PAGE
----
Harry Potter: the books, the films (part 2)

The middle of the Harry Potter series features some of the strongest and weakest parts in the series. The center piece of the series includes moments that sucked in countless young readers into the Multicultural world of Hogwarts for the long haul. From Hermione’s time-turner and the introduction of Sirius Black in The Prisoner of Azkaban, to the strange new teacher and the arrival of Voldemort in Goblet of fire, and to the one where Harry’s friends, both close and acquaintance, must grow up and enter a darker world in Order of the Phoenix; there is never a question that the supporting cast, the families, and much-loved Dobby continued to develop and entertain.

The Prisoner of Azkaban is my personal favorite film. It is the highest rated of all the films on the website Rotten Tomatoes and as of September 2011, this film is the 33rd highest grossing film of all time. This is the film that decided for many who did not read the books whether or not they “got” the series and would continue to follow it. The book was a big technical step for Rowling and she took a lot of risks with the sequencing of the story that really paid off and was widely accepted as genius. Professor Lupin is introduced here, having an integral role in James Potter’s life the future success of the gang bringing down Voldemort and the death eaters. The introduction of Gary Oldman playing the character Sirius Black could not have been better. I clearly remember reading the book and when I got to the part about the psycho escaping and all of the horror stories floating around, I was truly frightened for our heroes and believed the legend of Sirius’s loyalties. I was astounded by the twist about his relationship to Harry and his intimate and trusting relationship that would blossom through Goblet and especially Order of the Phoenix. Bravo. The ending, the map, the back story, Wormtail’s escape, the implications for the next installment. I couldn’t wait! (Only the first three films were rated PG). (rating: A)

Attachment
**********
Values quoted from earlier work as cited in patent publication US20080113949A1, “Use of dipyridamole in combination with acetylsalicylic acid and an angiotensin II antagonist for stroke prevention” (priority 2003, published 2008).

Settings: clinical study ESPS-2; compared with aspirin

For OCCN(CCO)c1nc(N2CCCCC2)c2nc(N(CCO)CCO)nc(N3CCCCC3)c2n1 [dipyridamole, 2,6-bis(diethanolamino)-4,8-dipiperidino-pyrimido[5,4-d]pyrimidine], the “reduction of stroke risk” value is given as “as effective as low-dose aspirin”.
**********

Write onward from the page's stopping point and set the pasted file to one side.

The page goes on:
For all the misgivings in some of the scenes in Goblet of Fire that unfortunately pull you out of the films, mostly due to producers and sometimes performances, one cannot say that the magic was not there or that the highly anticipated ending and big reveal of Voldemort’s return was not done with great relish. What hurt Goblet of Fire and all of its long haired males (joke) was the Tri-Wizard Ball and the horrible song that the “Weird Sister” performed (ugh, watch it with subtitles), and the general stop-and-go faltering of its pace. This film introduced characters that made the world seem deeper and more believable, but we meet many characters that don’t really matter. Having said that, in its defense, it was great for the main characters in subtle ways and did build on Neville, the Weasley family, Luna Lovegood, and Harry’s relationship with his past. Goblet of Fire did show what that awkward stage of all teens’ lives can be, and though it wasn’t my cup of tea, a lot of people praise exactly what I am condemning. We shall agree to disagree. It hooked many by relating to the act of simply growing up. Rowling, you sneaky thing. This is my least favorite film. (rating: C +)

Order of the Phoenix was the point of no return. These characters where growing up. The story was going to keep getting darker. Shit hit the fan. The end is coming. Not only was crucial information revealed about Dumbledore and Snape, but the continued involvement of the Ministry of Magic made it seem that this was not just affecting some kids at Hogwarts. This was serious and would affect the world around them; including other wizards, witches, and muggles. Yes. Even them. Killing Sirius Black genuinely made me sad. By this point, everything was taken away from Harry. Any hint of a family he may have had was lost, and honestly, I really wish Rowling had writeen Sirius’s death in the sixth book, not the fifth one. Next to Dobby, I think the fans really love Sirius to a similar degree. If they had not yet gotten cute, this is the film where Rupert Grint and Emma Watson really matured and starting becoming heart-throbs to the adoring fans. The make-up, hair, and costuming played to their character’s personalities and appearances. Emma, call me. I also believe this was the film where all the actor’s finally got comfortable with their roles and finally performed with continuity. No longer kids, they honed their craft as actors. Thank god, because the three movies that followed could not be messed up by poor acting. (rating: B-)

David Yates directed Phoenix, and would continue to finish out the series with it’s epic and serious tones. He would direct Half-Blood Prince, and Deathly Hallows pt. 1 and pt. 2.

BTW — Alan Rickman kicks ass. Much love.



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Filed under Book Reviews, Movie Reviews

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